Across a career that stretches 25 years, Brooklyn Funk Essentials have established themselves
as an audacious project fusing soul, hip hop, spoken word, jazz and, of course, funk. Between
recording six studio albums (the most recent dropping in August 2019), the Essentials have made
a name for themselves ...
The creative relationship between Lati Kronlund and Alison Limerick spans decades and genres. It began back in 1990, when they released the club anthem “Where Love Lives.” That runaway success launched them both in different directions, sending Lati to New York City to found supergroup Brooklyn Funk Essentials.
“Where Love Lives” brought them back together again in 2016. Kronlund asked Limerick to sing with BFE at a gig in London, and everyone knew: she just had to join the line-up. With her voice as the cherry on top of their groove sundae, Brooklyn Funk Essentials holed up in a Stockholm studio to record their latest album: Stay Good (Dorado Records Release: Sept 20, 2019). A celebration of self-care and respect for diversity, Stay Good is fun, funky, fresh and more focused than ever.
The seeds that would eventually grow into Stay Good were actually sown back when Kronlund and Limerick recorded “Where Love Lives.” Around that time, Kronlund had written the first version of “Stay Good” and wanted Limerick to record some vocals on it. “The collaboration never materialized though,” Kronlund says. “So I thought it would be cool to bring it back!” “Stay Good” opens the album, and an updated version of “Where Love Lives” closes it out. Kronlund and Limerick’s collaborative relationship finally reaches its brightest potential.
Aside from the addition of Limerick’s legendary voice, the line-up of Brooklyn Funk Essentials has shifted throughout the years. Today, it consists of six musicians: UK-born Anna Brooks (sax & vocals), who was discovered and brought to the band by Iwan VanHetten (trumpet, keyboards & vocals). There are also Londoner Desmond Foster (guitar & vocals), Swedish Lati Kronlund (bass) and Swedish Roma Hux Nettermalm (drums). Some members are newer than others, but their diverse sounds come together to create an eclectic groove that has always been the essence of the Brooklyn Funk Essentials.
Musical Director Iwan VanHetten, Kronlund tells me, is largely to thank for the streamlining of the lineup. “Iwan was always after a smaller band with a more focused sound,” Kronlund muses. “It was strange at first, but now I appreciate the change and what it’s done for us”. With their new stripped down lineup, Brooklyn Funk Essentials have been able to cultivate a special synergy with each other as musicians. Their relationship with Dorado Records continues to flourish, spanning 25 years, and now four albums. As a result, BFE are tighter and jammier than ever on Stay Good.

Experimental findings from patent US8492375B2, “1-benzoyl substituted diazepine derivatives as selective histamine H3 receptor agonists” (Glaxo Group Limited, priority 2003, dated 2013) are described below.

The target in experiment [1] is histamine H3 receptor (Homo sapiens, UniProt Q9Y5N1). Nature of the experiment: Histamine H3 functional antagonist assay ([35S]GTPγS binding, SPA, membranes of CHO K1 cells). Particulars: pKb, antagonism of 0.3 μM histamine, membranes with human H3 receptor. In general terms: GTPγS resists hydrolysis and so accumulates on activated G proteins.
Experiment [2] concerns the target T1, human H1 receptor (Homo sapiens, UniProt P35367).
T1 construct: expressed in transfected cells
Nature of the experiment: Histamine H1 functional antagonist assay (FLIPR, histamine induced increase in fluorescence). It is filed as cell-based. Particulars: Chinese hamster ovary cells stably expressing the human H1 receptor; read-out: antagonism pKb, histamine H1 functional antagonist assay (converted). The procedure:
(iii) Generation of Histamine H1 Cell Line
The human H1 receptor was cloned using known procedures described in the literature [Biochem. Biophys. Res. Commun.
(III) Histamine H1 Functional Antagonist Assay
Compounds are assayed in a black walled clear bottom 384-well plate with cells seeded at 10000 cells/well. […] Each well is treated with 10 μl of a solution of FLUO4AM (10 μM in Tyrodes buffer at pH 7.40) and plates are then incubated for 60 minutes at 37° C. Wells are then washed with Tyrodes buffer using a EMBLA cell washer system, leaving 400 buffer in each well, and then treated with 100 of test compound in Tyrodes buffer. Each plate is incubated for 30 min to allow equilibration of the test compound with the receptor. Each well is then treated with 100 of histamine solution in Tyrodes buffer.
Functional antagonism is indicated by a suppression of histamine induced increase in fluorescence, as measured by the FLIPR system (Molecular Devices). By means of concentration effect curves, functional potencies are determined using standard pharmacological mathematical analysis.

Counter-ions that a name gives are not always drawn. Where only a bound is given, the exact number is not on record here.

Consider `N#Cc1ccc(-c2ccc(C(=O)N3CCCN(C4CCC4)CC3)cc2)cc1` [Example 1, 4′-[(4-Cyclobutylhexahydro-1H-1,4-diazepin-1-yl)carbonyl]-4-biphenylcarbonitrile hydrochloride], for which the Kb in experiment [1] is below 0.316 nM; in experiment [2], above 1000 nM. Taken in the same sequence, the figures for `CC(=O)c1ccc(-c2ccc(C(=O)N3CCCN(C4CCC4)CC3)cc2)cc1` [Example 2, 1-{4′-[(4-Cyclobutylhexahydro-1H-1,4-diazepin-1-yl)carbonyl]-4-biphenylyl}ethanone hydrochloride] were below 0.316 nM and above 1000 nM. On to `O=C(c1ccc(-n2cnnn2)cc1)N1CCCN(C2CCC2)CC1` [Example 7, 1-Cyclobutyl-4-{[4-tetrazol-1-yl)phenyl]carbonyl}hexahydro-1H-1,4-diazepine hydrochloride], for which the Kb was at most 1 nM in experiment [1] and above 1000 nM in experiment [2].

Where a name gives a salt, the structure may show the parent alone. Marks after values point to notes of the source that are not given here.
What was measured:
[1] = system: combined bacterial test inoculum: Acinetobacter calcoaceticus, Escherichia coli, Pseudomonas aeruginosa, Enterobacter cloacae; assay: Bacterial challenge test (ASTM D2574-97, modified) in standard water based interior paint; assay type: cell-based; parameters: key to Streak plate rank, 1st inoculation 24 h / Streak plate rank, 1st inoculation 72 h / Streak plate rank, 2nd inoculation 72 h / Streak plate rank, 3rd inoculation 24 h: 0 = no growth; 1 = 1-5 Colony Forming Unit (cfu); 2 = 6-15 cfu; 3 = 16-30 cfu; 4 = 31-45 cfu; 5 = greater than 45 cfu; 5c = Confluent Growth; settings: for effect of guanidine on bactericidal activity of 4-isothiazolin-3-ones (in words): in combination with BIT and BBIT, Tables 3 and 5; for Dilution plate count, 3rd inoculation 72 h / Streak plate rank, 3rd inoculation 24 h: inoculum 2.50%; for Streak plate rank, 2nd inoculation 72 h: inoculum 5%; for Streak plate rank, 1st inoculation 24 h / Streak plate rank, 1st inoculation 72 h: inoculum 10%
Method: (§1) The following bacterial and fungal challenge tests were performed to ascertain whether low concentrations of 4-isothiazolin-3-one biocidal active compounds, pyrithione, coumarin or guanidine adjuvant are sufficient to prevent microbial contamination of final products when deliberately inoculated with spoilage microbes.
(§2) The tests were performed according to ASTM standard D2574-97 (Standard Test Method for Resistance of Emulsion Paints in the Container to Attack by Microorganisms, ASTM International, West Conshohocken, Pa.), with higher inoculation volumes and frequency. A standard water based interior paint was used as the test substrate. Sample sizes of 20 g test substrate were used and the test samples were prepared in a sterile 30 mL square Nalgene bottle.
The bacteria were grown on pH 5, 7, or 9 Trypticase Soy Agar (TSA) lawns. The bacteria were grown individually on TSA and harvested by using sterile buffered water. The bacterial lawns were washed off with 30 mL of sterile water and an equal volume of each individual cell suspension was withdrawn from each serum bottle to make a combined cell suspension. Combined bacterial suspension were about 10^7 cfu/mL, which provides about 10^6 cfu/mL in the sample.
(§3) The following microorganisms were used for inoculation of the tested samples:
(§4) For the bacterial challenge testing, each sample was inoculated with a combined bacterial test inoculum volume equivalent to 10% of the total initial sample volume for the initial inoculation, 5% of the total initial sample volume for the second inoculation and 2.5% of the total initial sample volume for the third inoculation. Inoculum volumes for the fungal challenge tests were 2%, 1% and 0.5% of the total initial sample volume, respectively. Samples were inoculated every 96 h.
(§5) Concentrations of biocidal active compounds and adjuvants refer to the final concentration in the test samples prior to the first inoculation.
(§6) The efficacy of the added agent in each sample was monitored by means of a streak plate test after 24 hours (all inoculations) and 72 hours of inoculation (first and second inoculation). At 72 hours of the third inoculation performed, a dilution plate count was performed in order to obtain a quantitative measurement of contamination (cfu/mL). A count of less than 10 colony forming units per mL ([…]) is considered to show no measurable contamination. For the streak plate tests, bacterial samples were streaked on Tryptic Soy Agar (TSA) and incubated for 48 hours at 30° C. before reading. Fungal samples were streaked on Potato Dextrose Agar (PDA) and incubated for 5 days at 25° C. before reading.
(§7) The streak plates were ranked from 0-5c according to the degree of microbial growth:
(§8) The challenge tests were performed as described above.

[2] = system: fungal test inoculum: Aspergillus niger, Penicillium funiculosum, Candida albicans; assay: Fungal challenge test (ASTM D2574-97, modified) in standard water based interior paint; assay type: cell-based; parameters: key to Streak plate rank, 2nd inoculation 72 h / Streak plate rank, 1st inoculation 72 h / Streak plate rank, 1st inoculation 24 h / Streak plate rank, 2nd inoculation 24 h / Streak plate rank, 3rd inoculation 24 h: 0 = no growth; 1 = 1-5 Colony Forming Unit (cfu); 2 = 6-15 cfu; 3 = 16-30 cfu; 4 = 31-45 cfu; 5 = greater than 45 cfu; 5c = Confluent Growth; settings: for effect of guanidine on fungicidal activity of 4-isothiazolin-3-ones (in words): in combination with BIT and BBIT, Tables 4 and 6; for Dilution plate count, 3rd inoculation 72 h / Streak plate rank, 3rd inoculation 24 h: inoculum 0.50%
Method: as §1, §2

The lyrics of Stay Good’s opening and title track are a testament to this—how the group has changed and grown over the years as musicians. “In many ways,” Kronlund explains, “Brooklyn Funk Essentials has morphed into something completely new. But we’re all committed to stay good--to continue developing and improving as musicians.” The song is also about navigating times marked by rapid socio-political and technological change. “It’s so important to stay good in times like these,” Kronlund explains. “To side with compassion and stay true to yourself.”
Many of the tracks featured on this album, in one way or another, touch on or directly embody this idea of staying true while reacting to changing times. “Ain’t Nothing” features a duet from Foster and Limerick, as well some catchy chanting in Patois from Jamaican Foster. While the lyrics continue to transmit the album’s message of “staying good,” the idea of the song came from VanHetten, who was inspired by a studio session with neo-soul superstar Anderson .Paak.
“Watcha Want From Me” is another reimagining of a song that Kronlund co-wrote for the late Frankie Knuckles’ second record. Originally titled “Whadda U Want (From Me),” Kronlund changed the title to differentiate this new version. That’s not all that changed—the track features updated lyrics inspired by the Black Lives Matter movement. “For the instrumentation, we took it back to an 80’s boogie disco vibe--some of the origins of house music. The whole thing is a tribute to Frankie and BLM,” Kronlund tells me. “I think he would have liked it.”
Taking it back to the roots, to the essentials, makes sense here. All of the genres that Kronlund’s band has been influenced by started in New York City. And so even though Brooklyn Funk Essentials aren’t based in Brooklyn anymore, they’re still a Brooklyn band. “We’ve always been a very international band, and we still love Brooklyn and New York City. From the get-go, Brooklyn was not a geographical pinpoint for the band,” Kronlund explains. “The city represents to us a rich cultural diversity, and we try to make a community of diversity work just as well in our band as it does in Brooklyn, the borough.”